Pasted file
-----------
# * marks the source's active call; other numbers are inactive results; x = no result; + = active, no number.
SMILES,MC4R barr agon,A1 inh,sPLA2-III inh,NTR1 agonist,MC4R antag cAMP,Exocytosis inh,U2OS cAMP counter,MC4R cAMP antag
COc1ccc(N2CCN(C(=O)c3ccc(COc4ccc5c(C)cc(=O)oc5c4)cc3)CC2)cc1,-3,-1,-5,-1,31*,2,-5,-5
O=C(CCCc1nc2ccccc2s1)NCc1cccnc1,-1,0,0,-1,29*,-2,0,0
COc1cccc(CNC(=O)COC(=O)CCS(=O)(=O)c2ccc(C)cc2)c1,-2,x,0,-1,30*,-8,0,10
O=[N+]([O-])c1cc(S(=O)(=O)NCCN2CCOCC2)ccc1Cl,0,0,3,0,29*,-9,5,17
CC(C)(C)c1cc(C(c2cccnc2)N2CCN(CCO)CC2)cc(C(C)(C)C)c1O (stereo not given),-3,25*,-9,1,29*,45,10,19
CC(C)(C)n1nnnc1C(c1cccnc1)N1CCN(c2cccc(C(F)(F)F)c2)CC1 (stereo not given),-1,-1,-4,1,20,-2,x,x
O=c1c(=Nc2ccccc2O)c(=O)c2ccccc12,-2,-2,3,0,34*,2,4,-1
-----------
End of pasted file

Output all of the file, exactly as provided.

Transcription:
# * marks the source's active call; other numbers are inactive results; x = no result; + = active, no number.
SMILES,MC4R barr agon,A1 inh,sPLA2-III inh,NTR1 agonist,MC4R antag cAMP,Exocytosis inh,U2OS cAMP counter,MC4R cAMP antag
COc1ccc(N2CCN(C(=O)c3ccc(COc4ccc5c(C)cc(=O)oc5c4)cc3)CC2)cc1,-3,-1,-5,-1,31*,2,-5,-5
O=C(CCCc1nc2ccccc2s1)NCc1cccnc1,-1,0,0,-1,29*,-2,0,0
COc1cccc(CNC(=O)COC(=O)CCS(=O)(=O)c2ccc(C)cc2)c1,-2,x,0,-1,30*,-8,0,10
O=[N+]([O-])c1cc(S(=O)(=O)NCCN2CCOCC2)ccc1Cl,0,0,3,0,29*,-9,5,17
CC(C)(C)c1cc(C(c2cccnc2)N2CCN(CCO)CC2)cc(C(C)(C)C)c1O (stereo not given),-3,25*,-9,1,29*,45,10,19
CC(C)(C)n1nnnc1C(c1cccnc1)N1CCN(c2cccc(C(F)(F)F)c2)CC1 (stereo not given),-1,-1,-4,1,20,-2,x,x
O=c1c(=Nc2ccccc2O)c(=O)c2ccccc12,-2,-2,3,0,34*,2,4,-1